On Tuesday, May 14, New York Fed President John Williams spoke at the 9th High-Level Conference on the International Monetary System, hosted by the International Monetary Fund and the Swiss National Bank.
“Given the demographic waves and sustained productivity growth slowdown around the world, I see no reason to expect r-star to revert to higher levels in the foreseeable future.”
“Policymakers around the globe need to prepare for the challenges of navigating the new realities of slow global growth and low r-star.”
“[F]iscal and other economic policies can attack directly the sources of slow growth and low r-star.”
In his speech, President Williams described how bold monetary policy actions — including zero and negative interest rates and asset purchase programs — had played an important role in aiding economic recovery from the global financial crisis. But he noted that during the same period a “sea change in supply-side realities” had taken place.
He explained that “fundamental shifts in demographics and productivity growth” have “important implications for the future of our economies and for monetary policy.” He said that slower population and productivity growth “translate directly into slower trend economic growth,” and illustrated how “these trends have contributed to dramatic declines in the longer-term normal or ‘neutral’ real rate of interest, or r-star.”
President Williams pointed to data from Canada, the euro area, Japan, the United Kingdom, and the United States, which indicate that r-star has declined to half a percent, “2 percentage points below the average natural rate that prevailed in the two decades before the financial crisis.”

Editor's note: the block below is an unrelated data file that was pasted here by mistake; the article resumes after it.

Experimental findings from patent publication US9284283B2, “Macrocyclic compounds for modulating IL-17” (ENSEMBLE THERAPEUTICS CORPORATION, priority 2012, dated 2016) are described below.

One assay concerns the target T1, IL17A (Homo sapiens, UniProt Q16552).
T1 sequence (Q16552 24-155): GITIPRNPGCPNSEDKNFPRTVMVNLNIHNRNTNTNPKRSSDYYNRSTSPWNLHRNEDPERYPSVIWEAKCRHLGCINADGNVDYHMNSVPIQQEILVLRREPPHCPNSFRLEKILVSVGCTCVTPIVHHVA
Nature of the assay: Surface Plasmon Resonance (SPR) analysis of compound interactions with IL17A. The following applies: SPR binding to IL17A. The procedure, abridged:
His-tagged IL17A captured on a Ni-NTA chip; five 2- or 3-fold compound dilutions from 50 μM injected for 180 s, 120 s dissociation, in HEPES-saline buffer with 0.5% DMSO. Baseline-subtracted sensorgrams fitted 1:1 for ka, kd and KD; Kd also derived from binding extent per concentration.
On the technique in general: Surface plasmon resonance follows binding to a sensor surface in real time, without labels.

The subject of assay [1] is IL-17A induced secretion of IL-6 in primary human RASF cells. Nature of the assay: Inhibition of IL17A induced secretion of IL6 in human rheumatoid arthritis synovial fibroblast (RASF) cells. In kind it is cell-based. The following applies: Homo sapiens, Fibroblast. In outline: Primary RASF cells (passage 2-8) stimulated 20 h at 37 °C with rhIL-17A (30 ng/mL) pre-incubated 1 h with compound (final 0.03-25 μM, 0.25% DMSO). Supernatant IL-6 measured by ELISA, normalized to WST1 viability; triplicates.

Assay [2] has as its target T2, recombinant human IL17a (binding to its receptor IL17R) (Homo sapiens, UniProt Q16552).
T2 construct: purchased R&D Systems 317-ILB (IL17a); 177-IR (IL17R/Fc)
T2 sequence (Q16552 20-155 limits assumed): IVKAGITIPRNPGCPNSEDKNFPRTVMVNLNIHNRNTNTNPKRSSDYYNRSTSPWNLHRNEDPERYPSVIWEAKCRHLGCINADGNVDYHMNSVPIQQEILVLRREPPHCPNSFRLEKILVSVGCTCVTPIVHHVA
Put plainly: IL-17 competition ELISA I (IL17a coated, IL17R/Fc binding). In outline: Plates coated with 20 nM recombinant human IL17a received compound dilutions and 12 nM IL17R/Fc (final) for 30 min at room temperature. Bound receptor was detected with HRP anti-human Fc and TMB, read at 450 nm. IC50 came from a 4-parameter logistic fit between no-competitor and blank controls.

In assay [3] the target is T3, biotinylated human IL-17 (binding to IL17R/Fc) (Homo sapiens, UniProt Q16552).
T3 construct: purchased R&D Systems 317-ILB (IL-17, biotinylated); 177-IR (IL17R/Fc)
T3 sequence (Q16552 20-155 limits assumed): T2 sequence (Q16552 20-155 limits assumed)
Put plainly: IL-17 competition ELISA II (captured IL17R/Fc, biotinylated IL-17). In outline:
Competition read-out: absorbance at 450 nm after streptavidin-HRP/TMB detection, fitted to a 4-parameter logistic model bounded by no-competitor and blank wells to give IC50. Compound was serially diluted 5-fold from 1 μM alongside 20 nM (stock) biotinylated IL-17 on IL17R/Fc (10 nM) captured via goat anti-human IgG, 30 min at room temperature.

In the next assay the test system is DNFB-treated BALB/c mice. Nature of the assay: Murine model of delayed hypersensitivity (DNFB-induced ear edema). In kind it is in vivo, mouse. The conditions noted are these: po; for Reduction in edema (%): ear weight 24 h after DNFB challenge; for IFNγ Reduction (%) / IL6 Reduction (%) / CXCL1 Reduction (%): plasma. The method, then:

He said, “The global decline in r-star will continue to pose significant challenges for monetary policy. Given the limited policy space for interest rate cuts in future downturns, recoveries will be slow and inflation below target.”
Turning to solutions, President Williams said that “central banks should revisit and reassess their policy frameworks, strategies, and toolkits, to maximize efficacy in a low r-star world.” Beyond monetary policy, he said that “raising public and private investment in human and physical capital, infrastructure, science and technology, and policies aimed at removing barriers to participation in the labor force and the economy more broadly” could help us prepare for the future.
This article was originally published by the New York Fed on Medium.
The views expressed in this article are those of the contributing authors and do not necessarily reflect the position of the New York Fed or the Federal Reserve System.